We then switched gears into practicing tree identification skills with program co-lead Lacey Walker. She pointed out two different species and had us point out similarities and differences. One had rough bark, stout twigs, alternating branches and a heart shaped leaf scar; the other had smoother but still mottled bark, an arrowhead-shaped leaf scar and branches that angled up to the sky. We also cut open a branch of each to look at the pith, the soft tissue at the heart of the branches. Species A had a chambered pith with ridges, and species B had smooth pith with a nutty odor.
Many of us knew Species A from the deeply furrowed bark as a black walnut, but none of us recognized Tree of Heaven, Ailanthus altissima. I had known the species to be aggressive and undesirable in the cityscape, giving it a not-so-nice nickname, but Lacey helped to reframe my perception of it by telling us of its treasured place in Asia, where it’s been used as medicine for centuries and also a host plant for silk moths.
We put our ID skills immediately to use in prepping a mini-orchard of wild Callery “Bradford” pears, which we decided to just call Pear Hill, for next month’s task of grafting a more desirable variety onto the trees. We committed the look of the Bradford and its plump buds to memory to hone in on the right trees to clear around, wincing as we grappled with thorny bush honeysuckle whose sharp teethy thorns stuck out at all angles. Mindful of our conversation about how we talk about plants, I tried to reframe my thoughts from “These jerks are attacking me!” to “This is a pretty smart plant to have developed such a good protective mechanism,” not an easy task as little spurts of blood appeared on my arms. Luckily their sharp thorns meant clean cuts that would easily heal, harkening back to our earlier talk of tools of the trade.
In the process of making these minute changes to the land, I could feel a sense of belonging and connection welling up, knowing these changes would in some small way change the course of this little piece of the world forever. We saw how some past grafting had been done too high in the pear trees to be beneficial for those of us now trying to get at its fruit. Taking the long view in thinking about how the future generations of plants and people would interact with the landscape we were tinkering with was a theme we would certainly be revisiting throughout our year together at Fox Haven.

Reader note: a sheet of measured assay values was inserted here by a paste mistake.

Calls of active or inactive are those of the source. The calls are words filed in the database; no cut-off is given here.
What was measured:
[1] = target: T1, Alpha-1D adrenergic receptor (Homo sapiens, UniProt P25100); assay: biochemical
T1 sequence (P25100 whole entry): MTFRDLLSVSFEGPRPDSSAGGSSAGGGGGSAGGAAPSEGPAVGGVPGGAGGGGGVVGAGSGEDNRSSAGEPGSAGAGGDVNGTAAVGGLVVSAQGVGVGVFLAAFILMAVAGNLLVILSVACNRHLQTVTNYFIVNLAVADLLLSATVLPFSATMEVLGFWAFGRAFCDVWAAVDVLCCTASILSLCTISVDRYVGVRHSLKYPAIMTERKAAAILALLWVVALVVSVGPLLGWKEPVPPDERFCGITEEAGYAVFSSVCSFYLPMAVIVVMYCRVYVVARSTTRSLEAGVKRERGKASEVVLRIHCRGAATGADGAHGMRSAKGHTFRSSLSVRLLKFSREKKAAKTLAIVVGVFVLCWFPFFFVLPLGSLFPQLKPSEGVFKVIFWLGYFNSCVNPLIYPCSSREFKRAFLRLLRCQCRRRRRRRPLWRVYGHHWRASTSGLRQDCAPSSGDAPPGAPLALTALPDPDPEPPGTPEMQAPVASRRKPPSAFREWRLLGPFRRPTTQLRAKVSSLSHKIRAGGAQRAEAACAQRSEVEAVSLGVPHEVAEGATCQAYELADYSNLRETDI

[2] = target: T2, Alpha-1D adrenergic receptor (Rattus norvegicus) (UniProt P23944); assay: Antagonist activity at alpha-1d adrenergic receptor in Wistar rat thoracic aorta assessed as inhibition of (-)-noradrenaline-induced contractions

Written by April Thompson, @prillytee on Instagram
April Thompson is a Washington, DC based writer, gardener, foodie and forager. Working as a freelance writer for more than 20 years, April has covered food, travel, sustainability, gardening, foraging and other subjects for dozens of publications, including her ongoing column in Natural Awakenings magazine. She has taught workshops on wild edible plants, fighting food waste and related topics for Knowledge Commons DC, Rooting DC and other organizations. She is a founding member of the Bruce Monroe Community Garden, a member of the Mycological Association of Washington, and an alum of the UDC Master Gardener program. She currently serves as Director of Marketing and Sales for Bloom, a recycled biosolids fertilizer developed by DC Water.